These ginormous Cretaceous period monsters belonged to a diverse and dominant group of sauropod dinosaurs which all were defined by their XXL size, long neck and tail, and four-legged bodily structure.
Now a team of South American paleontologists have unearthed the fossilized remains of a massive 98 million-year-old titanosaur in Neuquén Province in Argentina's northwest Patagonia, and it just might be the largest earthly dinosaur specimen ever discovered.
Headed up by researchers from The Zapala Museum, Museo de La Plata, Museo Egidio Feruglio, and the universities of Río Negro and Zaragoza, the fossilized remains were extracted from the site's dense sedimentary deposits known as the Candeleros Formation.
As described in a new study published in the online journal Cretaceous Research, the fossil's 24 vertebrae of the tail and portions of the pelvic and pectoral girdle excavated are believed to belong to a new titanosaur whose enormous size could eclipse that of previously discovered mega relatives like Patagotitan.
That terrestrial giant, first catalogued in 2008 and found in the desert near La Flecha, lived 100 million to 95 million years ago and measured up to a colossal 122 feet long.
Another immense titanosaur, unearthed in southwestern Argentina in 1987 and officially titled Argentinosaurus, grew up to 131 feet long and tipped the scales at more than 110 tons, roughly the weight of an average adult blue whale. This latest Patagonian specimen could potentially beat out the body mass statistics of that previous world record holder.
"It is a huge dinosaur, but we expect to find much more of the skeleton in future field trips, so we'll have the possibility to address with confidence how really big it was," study co-author Alejandro Otero of Argentina's Museo de La Plata told CNN.
Titanosaur remains are not relegated to modern South America and bones have been dug up all across the globe on every continent but Antarctica. By far the greatest treasure of the biggest of the beasts, those weighing over 40 tons, have been stumbled upon in the Patagonia region.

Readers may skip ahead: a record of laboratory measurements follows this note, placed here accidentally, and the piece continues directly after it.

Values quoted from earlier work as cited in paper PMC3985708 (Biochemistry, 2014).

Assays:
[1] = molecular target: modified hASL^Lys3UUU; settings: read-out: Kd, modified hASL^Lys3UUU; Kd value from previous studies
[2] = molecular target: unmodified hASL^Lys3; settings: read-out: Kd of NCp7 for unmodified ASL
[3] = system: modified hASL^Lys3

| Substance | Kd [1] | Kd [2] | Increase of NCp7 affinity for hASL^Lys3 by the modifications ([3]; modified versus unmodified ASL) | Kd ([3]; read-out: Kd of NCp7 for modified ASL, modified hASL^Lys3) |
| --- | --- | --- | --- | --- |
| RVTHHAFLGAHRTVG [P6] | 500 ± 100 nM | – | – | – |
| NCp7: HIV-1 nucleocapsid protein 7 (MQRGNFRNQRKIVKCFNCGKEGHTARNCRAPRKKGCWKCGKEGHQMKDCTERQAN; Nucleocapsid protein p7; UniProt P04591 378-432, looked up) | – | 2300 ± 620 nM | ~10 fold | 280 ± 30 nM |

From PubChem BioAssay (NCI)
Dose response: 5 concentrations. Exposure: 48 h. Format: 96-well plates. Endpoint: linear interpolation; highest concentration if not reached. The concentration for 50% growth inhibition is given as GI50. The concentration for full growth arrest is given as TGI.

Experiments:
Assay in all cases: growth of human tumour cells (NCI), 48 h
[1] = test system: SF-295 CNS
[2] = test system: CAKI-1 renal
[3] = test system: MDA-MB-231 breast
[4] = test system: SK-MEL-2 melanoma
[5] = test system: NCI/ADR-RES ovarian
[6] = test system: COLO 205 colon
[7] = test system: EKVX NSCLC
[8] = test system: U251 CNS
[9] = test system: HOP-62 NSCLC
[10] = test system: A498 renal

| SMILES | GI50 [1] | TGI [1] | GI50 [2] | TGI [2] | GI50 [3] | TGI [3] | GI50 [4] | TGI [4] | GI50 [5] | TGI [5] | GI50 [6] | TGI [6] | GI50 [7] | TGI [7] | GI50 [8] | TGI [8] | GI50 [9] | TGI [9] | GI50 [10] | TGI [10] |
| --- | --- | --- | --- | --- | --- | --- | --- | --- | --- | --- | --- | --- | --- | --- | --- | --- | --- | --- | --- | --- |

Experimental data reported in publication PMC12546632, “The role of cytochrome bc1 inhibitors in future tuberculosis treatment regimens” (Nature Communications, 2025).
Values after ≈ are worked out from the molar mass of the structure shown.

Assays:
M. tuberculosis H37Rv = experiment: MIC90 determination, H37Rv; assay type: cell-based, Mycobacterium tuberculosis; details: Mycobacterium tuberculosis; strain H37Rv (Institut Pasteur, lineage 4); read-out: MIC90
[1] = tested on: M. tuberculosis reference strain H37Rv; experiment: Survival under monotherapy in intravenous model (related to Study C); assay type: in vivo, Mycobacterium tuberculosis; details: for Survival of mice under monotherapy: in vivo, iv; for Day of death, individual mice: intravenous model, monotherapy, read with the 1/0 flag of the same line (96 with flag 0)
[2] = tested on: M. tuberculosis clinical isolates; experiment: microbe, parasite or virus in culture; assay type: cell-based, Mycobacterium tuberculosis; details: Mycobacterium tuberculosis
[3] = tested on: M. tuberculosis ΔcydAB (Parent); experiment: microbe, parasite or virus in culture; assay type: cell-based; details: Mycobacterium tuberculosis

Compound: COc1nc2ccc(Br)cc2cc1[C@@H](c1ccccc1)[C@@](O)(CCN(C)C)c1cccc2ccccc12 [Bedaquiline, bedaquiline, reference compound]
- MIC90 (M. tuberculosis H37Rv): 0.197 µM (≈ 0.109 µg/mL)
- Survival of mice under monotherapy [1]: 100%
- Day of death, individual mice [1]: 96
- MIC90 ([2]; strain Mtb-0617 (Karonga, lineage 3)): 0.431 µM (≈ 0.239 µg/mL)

"In addition to the total size, the bones are articulated," wrote team member José Luis Carballido in the museum's official Facebook announcement. "Something we haven't seen in dinosaurs this size until now. For now, we find the articulate vertebrae of the tail and hip bones. Phylogenetic analysis shows us that it is a basal form of the Patagotitan bloodline and is known as Lognkosauria, a group of South American titanosaurs."
In order to ascertain a more precise estimate of this titanosaur's ultimate size, scientists will continue to delve into its evolutionary mysteries, but preliminary data reveals that it's most likely larger than Patagotitan majorum and will probably eclipse its record as the biggest terrestrial creature ever to walk the Earth.
"The studied bones of this new sauropod are bigger than those of Patagotitan, however, because of no femur and humerus, we cannot calculate body mass," Carballido notes in the same official post. "So any comparison we make is inconclusive."